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Leni Zumas

Författare till Red Clocks

3+ verk 1,319 medlemmar 64 recensioner 2 favoritmärkta

Om författaren

Leni Zumas teaches creative writing at Hunter College.

Inkluderar namnet: Loni Zumas

Verk av Leni Zumas

Red Clocks (2018) 1,133 exemplar
The Listeners (2012) 134 exemplar
Farewell Navigator: Stories (2008) 52 exemplar

Associerade verk

Granta 144: Generic Love Story (2018) — Bidragsgivare — 55 exemplar
City of Weird: 30 Otherworldly Portland Tales (2016) — Bidragsgivare — 49 exemplar


Allmänna fakta



Red Clocks Group Read in January i 75 Books Challenge for 2022 (januari 2022)


I devoured this after midnight in a Newark hotel. Great and, as others have noted, a necessary story in this moment. Not a dystopian novel — currently we’re only one heartbeat away from this reality. My only disappointment? I don’t think we’re going to get the complete Minervudottir biography. Spin-off??
RachelGMB | 60 andra recensioner | Dec 27, 2023 |
Synopsis: The tale of 5 women struggling with different aspects of womanhood. This story is set in a world where laws are much more right leaning than present day America. It follows a woman in a historical setting who is an explorer, a woman going through fertility treatments, a unconventional healer, a teenager, and a struggling mother.

3 out of 5 stars

I expected to really love this book but unfortunately I didn't.

I thought the message of the book was interesting and the ideas presented were valuable but it is a very literary novel which made it semi inaccessible. The main character in each chapter is denoted by their role rather than a name. We only learn their names when other characters interact with them.

My favorite character was the one who was struggling with her fertility. I didn't really connect with the rest. I wasn't entirely sure what we were supposed to be learning from the explorer or the struggling mom. The healer was very odd. I assume she is meant to be neurodivergent but a few things about her character were really off putting to me. The teenager was the only other character I cared about.

I felt like the author had a lot to say about womanhood but I just felt like I wasn't getting a lot of her messaging.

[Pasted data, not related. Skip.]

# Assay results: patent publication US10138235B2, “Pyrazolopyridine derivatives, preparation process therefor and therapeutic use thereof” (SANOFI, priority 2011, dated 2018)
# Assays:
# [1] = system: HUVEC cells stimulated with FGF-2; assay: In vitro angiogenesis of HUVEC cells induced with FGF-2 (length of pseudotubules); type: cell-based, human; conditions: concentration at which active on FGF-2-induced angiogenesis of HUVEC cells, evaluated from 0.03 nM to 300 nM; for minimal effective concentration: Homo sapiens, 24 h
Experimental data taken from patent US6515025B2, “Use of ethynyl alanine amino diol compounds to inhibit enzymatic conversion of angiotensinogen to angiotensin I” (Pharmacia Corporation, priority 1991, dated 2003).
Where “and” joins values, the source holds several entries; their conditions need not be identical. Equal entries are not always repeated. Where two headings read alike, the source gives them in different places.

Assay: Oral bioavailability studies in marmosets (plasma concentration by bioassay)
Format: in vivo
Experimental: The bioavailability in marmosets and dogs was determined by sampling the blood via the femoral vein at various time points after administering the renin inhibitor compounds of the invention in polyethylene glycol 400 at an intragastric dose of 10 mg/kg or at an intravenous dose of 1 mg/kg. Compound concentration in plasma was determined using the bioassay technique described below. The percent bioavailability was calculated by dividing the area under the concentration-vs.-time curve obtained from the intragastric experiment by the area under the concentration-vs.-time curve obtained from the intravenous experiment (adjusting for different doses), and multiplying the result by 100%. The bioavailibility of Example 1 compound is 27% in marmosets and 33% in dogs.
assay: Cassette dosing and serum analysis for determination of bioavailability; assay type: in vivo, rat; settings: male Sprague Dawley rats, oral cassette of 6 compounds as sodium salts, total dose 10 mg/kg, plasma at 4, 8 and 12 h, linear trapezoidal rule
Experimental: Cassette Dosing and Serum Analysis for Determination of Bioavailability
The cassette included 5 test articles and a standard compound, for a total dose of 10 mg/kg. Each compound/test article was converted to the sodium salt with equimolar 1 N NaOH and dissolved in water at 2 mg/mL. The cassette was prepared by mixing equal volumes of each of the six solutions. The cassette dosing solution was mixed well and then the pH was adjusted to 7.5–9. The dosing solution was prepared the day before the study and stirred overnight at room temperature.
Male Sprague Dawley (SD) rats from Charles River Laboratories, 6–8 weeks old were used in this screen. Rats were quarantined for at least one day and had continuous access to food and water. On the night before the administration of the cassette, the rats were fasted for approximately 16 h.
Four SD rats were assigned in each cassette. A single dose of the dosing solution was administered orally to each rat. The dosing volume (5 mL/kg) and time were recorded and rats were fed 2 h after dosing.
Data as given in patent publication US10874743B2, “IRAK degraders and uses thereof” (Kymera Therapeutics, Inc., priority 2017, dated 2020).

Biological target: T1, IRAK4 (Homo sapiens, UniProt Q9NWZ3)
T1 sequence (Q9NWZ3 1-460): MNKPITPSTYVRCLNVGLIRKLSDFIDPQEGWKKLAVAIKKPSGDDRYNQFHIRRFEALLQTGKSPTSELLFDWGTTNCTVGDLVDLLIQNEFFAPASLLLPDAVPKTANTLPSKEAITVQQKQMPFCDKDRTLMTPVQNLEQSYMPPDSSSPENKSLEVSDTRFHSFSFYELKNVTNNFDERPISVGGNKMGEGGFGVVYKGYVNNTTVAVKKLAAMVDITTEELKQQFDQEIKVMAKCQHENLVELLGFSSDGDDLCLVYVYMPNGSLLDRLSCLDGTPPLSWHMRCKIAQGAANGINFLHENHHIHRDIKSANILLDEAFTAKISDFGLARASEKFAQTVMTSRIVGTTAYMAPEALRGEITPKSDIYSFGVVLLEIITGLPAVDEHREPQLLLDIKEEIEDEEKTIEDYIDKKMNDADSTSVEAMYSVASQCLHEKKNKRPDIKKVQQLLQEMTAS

I think this book could really work for people who are more used to literary works. This book could also create awesome discussions in a book group or class room. I just didn't enjoy it in my personal reading experience.
… (mer)
authorjanebnight | 60 andra recensioner | Dec 18, 2023 |
Through the lives of four modern women and one forgotten explorer, Red Clocks examines what it means to be female in a patriarchal society, the struggle to control your own destiny as one, and the eternal accusations we face when we dare to breakaway from the social restrictions placed on us. This softly disturbing, near-future dystopia is so utterly contemporary in its feel and the single, devastating change to law so realistic that it leaves you unsettled as does the quiet sound in the night that you aren't quite sure you really heard but can't stop listening for.… (mer)
Zoes_Human | 60 andra recensioner | Nov 14, 2023 |
Red Clocks follows the lives of four women: the biographer, the wife, the mender, and the daughter shortly after a constitutional amendment has passed that has made abortion and IVF illegal and is about to make adoption by a single parent illegal as well.

While Red Clocks presumably focuses on the current "hot button" issue of abortion, for me this book provides more of a retrospective on the many ways in which women have been relegated, in times past, to a role of "less than" in society. The characterization of one woman (the mender) as a "witch" and another (the wife) as an unhappy housewife I believe to be examples of how women have been trapped and persecuted in the past. The biographer struggles with an all consuming desire to have a child while writing a book about a female polar explorer who is again, limited by pre-defined gender roles. There's an irony to the biographer's desire to be a mother as she writes a book about a woman trying to shake off the traditional female role in favor of exploration and adventure.

It's also interesting to look at the tension between the women themselves. The women intersect in interesting ways, torn between their own desires, judgements, and experiences and empathy for their fellow women. The biographer wants a child and the daughter is going to bear one, but the biographer can't decide whether to support the daughter's desire to end her pregnancy (illegally) or beg her to permit the biographer to adopt the baby. The wife, saddled with two fairly typical children and a stifling marriage of her own, judges the biographer for taking every available avenue to become pregnant. The mender is falsely accused by her lover; herself an abused wife. .

For me, all of this interplay was very interesting and the dystopian premise was probably the weakest part. The subtleties of the story where the true nature of feminism is revealed made the book more meaningful. I loved the structure and the writing itself. I think there is an underlying message here that we women are oftentimes our own worst enemies and not as united in our collective feminist drives as we might think we are.

The ending of the book is beautifully done - - a capstone on writing that felt fresh to me:

"She wants more than one thing."

Does that not summarize the entire truth of the female human experience in the most simple possible way?
… (mer)
Anita_Pomerantz | 60 andra recensioner | Mar 23, 2023 |



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